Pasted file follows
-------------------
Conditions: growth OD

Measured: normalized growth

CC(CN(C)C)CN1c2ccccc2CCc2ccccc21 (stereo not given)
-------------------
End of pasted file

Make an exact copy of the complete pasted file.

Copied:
Conditions: growth OD

Measured: normalized growth

CC(CN(C)C)CN1c2ccccc2CCc2ccccc21 (stereo not given)